There’s also the logistics issue – storage. Mitsides have space to store about 20,000 tonnes. The other major producer, Hadjigiorkis & Sons, likewise have storage for 20,000 tonnes. The 40,000 tonnes total is good for three months. But this is “normal,” Mitsides added.
Likewise Andreas Agrotis, CEO and owner of Amalthia Trading, advised against pushing the panic button just yet.
About 70 to 80 per cent of the company’s products are imported.
On tomatoes, cucumbers, eggplants, zucchini, Agrotis said Cyprus produces enough.
“Every year we get a ‘dip’ in the availability of these items – which is when you have to import in order to replenish. This is normal – the ‘dip’ usually lasts two weeks. But this year, due to the low rainfall, we went for about a month without local tomatoes going to market. Right now there’s no shortage of fruits and legumes, so no need to import. The problem is the rising prices. Also, shipments are taking too long to get here.”
He cited one example of a recent cargo of bananas from Ecuador arriving here – it took three months from the date of placing the order.
Also, shipments of onions from Holland – these normally takes two weeks to get here. This year it took two months.
Can we increase production in Cyprus? Difficult, says Agrotis. A big factor is the increasing cost of production. Fertilisers also much more expensive now.
“But I wouldn’t say we have a food adequacy problem in terms of vegetables and fruit. In fact, on some items there’s a surplus, waste.”
Again, at issue are the high prices. Once they reach a certain threshold, demand will fall because people can’t afford to spend that much.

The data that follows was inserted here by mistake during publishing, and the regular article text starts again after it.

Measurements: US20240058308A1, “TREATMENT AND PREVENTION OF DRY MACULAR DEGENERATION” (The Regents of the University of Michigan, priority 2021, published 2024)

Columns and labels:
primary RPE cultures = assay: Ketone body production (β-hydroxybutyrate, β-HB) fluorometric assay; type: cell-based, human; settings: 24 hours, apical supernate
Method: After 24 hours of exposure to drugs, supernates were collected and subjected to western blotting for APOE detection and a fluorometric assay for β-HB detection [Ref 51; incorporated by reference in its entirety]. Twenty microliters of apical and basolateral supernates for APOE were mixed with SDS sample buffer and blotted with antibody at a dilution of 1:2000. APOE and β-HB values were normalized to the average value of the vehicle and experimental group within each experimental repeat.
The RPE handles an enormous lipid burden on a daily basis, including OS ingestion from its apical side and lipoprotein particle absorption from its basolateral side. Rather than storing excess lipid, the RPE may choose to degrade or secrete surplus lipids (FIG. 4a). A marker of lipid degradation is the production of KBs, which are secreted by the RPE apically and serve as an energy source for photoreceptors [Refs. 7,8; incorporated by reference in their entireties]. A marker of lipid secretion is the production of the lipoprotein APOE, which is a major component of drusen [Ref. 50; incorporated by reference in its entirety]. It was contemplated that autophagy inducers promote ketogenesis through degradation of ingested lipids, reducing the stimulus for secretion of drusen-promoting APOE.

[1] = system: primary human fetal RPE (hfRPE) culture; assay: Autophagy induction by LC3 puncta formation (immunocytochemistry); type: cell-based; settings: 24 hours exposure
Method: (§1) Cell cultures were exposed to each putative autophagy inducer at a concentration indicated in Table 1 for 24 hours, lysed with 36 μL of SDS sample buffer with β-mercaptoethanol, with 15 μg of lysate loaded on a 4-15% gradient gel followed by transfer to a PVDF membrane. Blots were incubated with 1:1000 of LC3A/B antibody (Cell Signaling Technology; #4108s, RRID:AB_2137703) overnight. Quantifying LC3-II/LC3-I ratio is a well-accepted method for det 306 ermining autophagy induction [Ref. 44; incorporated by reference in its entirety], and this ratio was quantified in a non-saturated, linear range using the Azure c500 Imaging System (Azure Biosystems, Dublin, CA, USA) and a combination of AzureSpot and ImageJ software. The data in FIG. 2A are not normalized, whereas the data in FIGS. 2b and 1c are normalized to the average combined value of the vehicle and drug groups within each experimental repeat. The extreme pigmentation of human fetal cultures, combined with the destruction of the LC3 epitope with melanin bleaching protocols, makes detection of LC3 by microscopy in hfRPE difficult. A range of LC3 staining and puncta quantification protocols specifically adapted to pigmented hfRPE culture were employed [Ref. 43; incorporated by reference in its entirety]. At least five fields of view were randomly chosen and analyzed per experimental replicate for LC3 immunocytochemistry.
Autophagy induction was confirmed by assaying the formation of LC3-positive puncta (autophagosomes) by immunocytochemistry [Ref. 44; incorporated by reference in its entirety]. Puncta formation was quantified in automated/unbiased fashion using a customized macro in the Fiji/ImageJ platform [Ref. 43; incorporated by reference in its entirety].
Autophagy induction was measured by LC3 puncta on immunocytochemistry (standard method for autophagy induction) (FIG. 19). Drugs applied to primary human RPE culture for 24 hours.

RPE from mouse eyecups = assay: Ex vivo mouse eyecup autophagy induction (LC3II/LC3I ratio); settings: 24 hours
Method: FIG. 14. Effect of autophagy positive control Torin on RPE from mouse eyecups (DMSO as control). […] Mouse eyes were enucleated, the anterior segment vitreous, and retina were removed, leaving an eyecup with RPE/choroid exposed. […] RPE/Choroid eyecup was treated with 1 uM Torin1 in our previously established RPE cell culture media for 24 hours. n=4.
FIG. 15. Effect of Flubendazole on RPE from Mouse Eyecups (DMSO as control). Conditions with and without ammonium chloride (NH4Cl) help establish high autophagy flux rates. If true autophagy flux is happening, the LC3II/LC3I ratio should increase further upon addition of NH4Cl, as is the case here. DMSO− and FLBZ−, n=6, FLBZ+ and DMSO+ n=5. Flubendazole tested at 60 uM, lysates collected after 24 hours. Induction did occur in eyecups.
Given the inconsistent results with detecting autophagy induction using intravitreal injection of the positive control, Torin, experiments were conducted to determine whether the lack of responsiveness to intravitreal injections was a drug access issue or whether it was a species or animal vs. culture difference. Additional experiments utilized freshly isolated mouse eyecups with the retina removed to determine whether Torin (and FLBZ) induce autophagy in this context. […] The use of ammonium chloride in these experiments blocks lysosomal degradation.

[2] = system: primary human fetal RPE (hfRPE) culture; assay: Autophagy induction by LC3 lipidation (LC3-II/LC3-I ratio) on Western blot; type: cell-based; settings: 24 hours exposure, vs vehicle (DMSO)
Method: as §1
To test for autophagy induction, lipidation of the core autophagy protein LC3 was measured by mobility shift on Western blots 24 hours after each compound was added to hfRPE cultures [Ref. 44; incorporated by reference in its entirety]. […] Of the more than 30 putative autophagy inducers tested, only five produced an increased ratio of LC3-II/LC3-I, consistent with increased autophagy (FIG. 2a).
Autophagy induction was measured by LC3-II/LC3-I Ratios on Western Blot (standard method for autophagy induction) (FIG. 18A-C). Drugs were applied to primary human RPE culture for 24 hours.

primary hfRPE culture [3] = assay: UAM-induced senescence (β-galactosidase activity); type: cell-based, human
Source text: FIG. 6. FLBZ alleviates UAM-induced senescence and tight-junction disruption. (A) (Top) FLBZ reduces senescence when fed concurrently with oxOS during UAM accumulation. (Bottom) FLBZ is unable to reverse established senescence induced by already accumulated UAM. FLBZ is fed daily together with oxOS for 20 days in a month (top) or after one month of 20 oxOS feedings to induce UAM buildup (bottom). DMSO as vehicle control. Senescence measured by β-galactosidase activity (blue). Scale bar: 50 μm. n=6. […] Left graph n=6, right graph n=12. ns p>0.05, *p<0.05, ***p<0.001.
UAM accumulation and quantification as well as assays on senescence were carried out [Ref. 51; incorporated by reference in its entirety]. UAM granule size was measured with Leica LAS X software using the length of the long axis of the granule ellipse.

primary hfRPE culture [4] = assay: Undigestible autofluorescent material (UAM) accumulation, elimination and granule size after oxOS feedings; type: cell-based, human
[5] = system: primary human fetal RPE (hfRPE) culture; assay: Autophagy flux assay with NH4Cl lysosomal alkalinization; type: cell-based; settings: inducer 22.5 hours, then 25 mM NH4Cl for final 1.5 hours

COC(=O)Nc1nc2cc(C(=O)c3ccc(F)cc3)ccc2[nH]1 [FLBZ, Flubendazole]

The issue of fertilisers is key, also highlighted by Tasos Yiapanis, head of the Panagrotikos farmers union.
“Fertiliser costs are sky-high: ammonium nitrate used to go for €22 per package, now €45 per. The problem is that the farmer must raise prices in order to survive. Right now farmers are struggling to make ends meet, let alone turn a profit.”
Yiapanis similarly does not foresee difficulty in the near future. But with a caveat: “The worry is how many tourists will descend on Cyprus this summer. Still, only if we have a record number of tourists would there be a problem with food shortages.”
Self-sufficiency: How does it measure up
By Jean Christou
Self-sufficiency can be measured in many ways; however, a ratio of production and consumption of individual products are the most common way of measuring.
According to the UN’s Food and Agricultural Organisation FAO, in the 1970s, most countries, around 62 per cent were largely food self sufficient and self sufficiency was widely accepted as an agricultural policy goal.
It said that this policy fell out of favour with many countries in the 1980s as world commodity prices, including for food, were low and falling, and many countries became net importers.